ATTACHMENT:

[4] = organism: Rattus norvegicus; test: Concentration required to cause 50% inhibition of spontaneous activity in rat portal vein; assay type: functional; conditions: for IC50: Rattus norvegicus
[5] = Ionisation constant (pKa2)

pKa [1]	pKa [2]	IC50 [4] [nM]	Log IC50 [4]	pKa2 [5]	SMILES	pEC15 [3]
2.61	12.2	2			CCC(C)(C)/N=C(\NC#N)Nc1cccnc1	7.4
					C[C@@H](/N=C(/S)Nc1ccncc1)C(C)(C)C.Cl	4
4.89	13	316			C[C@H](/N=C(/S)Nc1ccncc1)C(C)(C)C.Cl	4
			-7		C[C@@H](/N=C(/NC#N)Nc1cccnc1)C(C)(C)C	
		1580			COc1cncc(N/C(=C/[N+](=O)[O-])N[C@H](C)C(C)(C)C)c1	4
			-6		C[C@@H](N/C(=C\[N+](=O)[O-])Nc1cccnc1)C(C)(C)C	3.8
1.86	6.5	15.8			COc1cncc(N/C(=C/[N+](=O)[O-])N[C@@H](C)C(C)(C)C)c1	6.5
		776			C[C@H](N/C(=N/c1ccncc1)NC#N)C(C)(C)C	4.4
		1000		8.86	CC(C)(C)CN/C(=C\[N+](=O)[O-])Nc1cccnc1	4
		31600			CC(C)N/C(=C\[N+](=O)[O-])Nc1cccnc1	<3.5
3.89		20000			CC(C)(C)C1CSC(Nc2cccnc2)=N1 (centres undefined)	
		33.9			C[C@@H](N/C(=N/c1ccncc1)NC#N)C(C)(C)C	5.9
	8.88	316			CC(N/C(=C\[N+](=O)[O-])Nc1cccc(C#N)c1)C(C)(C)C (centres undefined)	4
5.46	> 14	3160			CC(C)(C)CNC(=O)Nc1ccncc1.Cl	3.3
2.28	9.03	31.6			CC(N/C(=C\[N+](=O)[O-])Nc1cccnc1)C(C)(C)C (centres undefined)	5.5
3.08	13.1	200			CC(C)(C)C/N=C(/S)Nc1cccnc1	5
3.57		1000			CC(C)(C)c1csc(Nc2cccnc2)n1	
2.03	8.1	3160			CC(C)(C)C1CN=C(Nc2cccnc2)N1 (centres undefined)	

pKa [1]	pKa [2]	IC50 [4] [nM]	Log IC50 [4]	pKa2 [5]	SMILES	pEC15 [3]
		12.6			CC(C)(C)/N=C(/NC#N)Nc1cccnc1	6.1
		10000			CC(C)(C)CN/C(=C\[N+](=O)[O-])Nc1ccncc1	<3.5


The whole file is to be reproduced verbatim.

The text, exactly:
[4] = organism: Rattus norvegicus; test: Concentration required to cause 50% inhibition of spontaneous activity in rat portal vein; assay type: functional; conditions: for IC50: Rattus norvegicus
[5] = Ionisation constant (pKa2)

pKa [1]	pKa [2]	IC50 [4] [nM]	Log IC50 [4]	pKa2 [5]	SMILES	pEC15 [3]
2.61	12.2	2			CCC(C)(C)/N=C(\NC#N)Nc1cccnc1	7.4
					C[C@@H](/N=C(/S)Nc1ccncc1)C(C)(C)C.Cl	4
4.89	13	316			C[C@H](/N=C(/S)Nc1ccncc1)C(C)(C)C.Cl	4
			-7		C[C@@H](/N=C(/NC#N)Nc1cccnc1)C(C)(C)C	
		1580			COc1cncc(N/C(=C/[N+](=O)[O-])N[C@H](C)C(C)(C)C)c1	4
			-6		C[C@@H](N/C(=C\[N+](=O)[O-])Nc1cccnc1)C(C)(C)C	3.8
1.86	6.5	15.8			COc1cncc(N/C(=C/[N+](=O)[O-])N[C@@H](C)C(C)(C)C)c1	6.5
		776			C[C@H](N/C(=N/c1ccncc1)NC#N)C(C)(C)C	4.4
		1000		8.86	CC(C)(C)CN/C(=C\[N+](=O)[O-])Nc1cccnc1	4
		31600			CC(C)N/C(=C\[N+](=O)[O-])Nc1cccnc1	<3.5
3.89		20000			CC(C)(C)C1CSC(Nc2cccnc2)=N1 (centres undefined)	
		33.9			C[C@@H](N/C(=N/c1ccncc1)NC#N)C(C)(C)C	5.9
	8.88	316			CC(N/C(=C\[N+](=O)[O-])Nc1cccc(C#N)c1)C(C)(C)C (centres undefined)	4
5.46	> 14	3160			CC(C)(C)CNC(=O)Nc1ccncc1.Cl	3.3
2.28	9.03	31.6			CC(N/C(=C\[N+](=O)[O-])Nc1cccnc1)C(C)(C)C (centres undefined)	5.5
3.08	13.1	200			CC(C)(C)C/N=C(/S)Nc1cccnc1	5
3.57		1000			CC(C)(C)c1csc(Nc2cccnc2)n1	
2.03	8.1	3160			CC(C)(C)C1CN=C(Nc2cccnc2)N1 (centres undefined)	

pKa [1]	pKa [2]	IC50 [4] [nM]	Log IC50 [4]	pKa2 [5]	SMILES	pEC15 [3]
		12.6			CC(C)(C)/N=C(/NC#N)Nc1cccnc1	6.1
		10000			CC(C)(C)CN/C(=C\[N+](=O)[O-])Nc1ccncc1	<3.5